By their very nature, films are always subject to different views and interpretations. Even when a movie seems to be presented as simple, mindless entertainment, there is often a hidden, underlying message waiting to be discovered within them. It’s not always immediately apparent-- some films’ true meanings aren’t discovered until years after their theatrical releases, only revealed through close academic examination or DVD commentaries.
A select few films have not just been misunderstood by a few people here and there, but collectively misinterpreted by audiences and critics alike. As a result, some of these movies are written off as bad, despite being very good when seen in a different light. Others movies go on to notoriously represent the very opposite of the creator’s intention. Finally, some movies are just not so easy to unpack, requiring multiple viewings to really understand their true meaning.
Here are 15 Movies Where Audiences Completely Missed The Point.
15 (500) Days of Summer
On the outside, it’s easy to miss the point of this indie romantic comedy. First off, anyone can relate to the problems Tom faces in the film. Crushes happen, and when that affection is not returned, it can be one of the hardest things to face in life. It also doesn't help that (500) Days of Summer's main character is played by Joseph Gordon-Levitt, who might be the most likable guy in all of Hollywood.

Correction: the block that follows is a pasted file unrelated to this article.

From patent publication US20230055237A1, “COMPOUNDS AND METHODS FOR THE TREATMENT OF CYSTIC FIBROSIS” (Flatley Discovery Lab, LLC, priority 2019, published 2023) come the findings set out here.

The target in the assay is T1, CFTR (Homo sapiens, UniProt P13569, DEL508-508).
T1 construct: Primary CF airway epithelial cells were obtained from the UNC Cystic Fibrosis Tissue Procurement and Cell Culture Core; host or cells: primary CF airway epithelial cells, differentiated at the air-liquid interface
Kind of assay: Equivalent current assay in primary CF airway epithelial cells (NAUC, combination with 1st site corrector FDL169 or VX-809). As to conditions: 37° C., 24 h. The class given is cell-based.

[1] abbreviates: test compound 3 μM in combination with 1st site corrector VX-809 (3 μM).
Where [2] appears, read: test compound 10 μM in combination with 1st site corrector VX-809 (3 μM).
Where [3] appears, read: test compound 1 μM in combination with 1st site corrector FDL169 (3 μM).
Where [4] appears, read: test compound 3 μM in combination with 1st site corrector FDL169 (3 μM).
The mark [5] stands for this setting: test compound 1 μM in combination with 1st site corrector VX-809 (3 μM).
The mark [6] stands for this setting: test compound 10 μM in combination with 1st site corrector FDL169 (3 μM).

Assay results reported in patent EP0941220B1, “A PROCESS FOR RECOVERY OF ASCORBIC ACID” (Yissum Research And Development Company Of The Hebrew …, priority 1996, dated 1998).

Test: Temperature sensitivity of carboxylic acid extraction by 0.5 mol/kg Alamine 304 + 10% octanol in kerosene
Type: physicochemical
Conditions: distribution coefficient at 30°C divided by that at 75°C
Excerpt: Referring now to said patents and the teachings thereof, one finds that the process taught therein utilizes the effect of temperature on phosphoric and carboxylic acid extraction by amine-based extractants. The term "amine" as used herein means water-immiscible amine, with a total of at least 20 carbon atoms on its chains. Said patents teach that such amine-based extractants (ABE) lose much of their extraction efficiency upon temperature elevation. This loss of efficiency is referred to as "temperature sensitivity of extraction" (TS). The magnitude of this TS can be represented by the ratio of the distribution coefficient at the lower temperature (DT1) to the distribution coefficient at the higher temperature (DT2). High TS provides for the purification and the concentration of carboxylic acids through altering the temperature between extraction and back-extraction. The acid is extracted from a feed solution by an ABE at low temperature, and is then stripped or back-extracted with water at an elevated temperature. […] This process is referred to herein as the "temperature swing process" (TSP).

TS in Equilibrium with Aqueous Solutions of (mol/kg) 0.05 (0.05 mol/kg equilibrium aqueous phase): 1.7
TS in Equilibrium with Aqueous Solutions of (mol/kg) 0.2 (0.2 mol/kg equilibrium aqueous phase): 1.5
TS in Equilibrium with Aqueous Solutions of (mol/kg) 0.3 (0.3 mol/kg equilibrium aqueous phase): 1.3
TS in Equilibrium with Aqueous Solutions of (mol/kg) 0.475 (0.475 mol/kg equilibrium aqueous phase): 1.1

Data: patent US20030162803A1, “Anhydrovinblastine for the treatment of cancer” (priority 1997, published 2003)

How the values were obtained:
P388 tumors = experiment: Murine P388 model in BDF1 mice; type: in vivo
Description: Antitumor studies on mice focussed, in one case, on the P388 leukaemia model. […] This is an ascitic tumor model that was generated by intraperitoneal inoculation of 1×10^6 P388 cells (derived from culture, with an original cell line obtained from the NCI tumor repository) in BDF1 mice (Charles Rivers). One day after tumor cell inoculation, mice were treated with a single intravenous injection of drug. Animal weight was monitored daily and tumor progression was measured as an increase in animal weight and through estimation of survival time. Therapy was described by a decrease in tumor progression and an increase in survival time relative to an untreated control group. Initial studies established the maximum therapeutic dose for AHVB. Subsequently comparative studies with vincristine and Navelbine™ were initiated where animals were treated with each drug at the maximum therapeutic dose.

Still, no matter how relatable Tom may be, he’s really the one acting unreasonable. Sure, Summer may have been hot and cold throughout their relationship, but Tom enters it knowing fully that Summer is iffy about love. He falls into the common trap of believing the right person can fix his unhappy life, but that’s not Summer’s job; it’s his. When Summer fails to meet his expectations, he tries to enforce them upon her.
Gordon-Levitt has even pointed this out, saying, “I would encourage anyone who has a crush on my character to watch it again and examine how selfish he is.”
Fandom often means taking great enjoyment in knowing every piece of minutiae associated with your obsession of choice. Sometimes though, this can result in missing the bigger picture. Take a show like Lost. Sure it would have been nice to every detail about what The Island was supposed to be, but in its entirety, the show is really about people sorting out their past issues.
This is also the case with Inception. One of the things audiences can’t help but feel is unresolved is whether Dom was in reality or in a dream the whole time.
In the final scene if the film, Dom spins his totem (a metal top), which connects him to reality. If it keeps spinning he’s in a dream, if it falls he’s in reality. The scene cuts to black before we ever get the answer, but as frustrating as that may be, it doesn't matter.